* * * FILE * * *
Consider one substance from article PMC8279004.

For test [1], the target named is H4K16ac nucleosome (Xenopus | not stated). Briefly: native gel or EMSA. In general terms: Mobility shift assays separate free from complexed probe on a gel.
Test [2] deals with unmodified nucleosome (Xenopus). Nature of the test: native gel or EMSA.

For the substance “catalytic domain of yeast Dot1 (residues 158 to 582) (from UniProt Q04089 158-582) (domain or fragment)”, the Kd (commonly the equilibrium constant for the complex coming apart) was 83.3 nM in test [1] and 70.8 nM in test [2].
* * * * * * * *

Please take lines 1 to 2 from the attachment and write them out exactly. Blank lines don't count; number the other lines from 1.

Consider one substance from article PMC8279004.

For test [1], the target named is H4K16ac nucleosome (Xenopus | not stated). Briefly: native gel or EMSA. In general terms: Mobility shift assays separate free from complexed probe on a gel.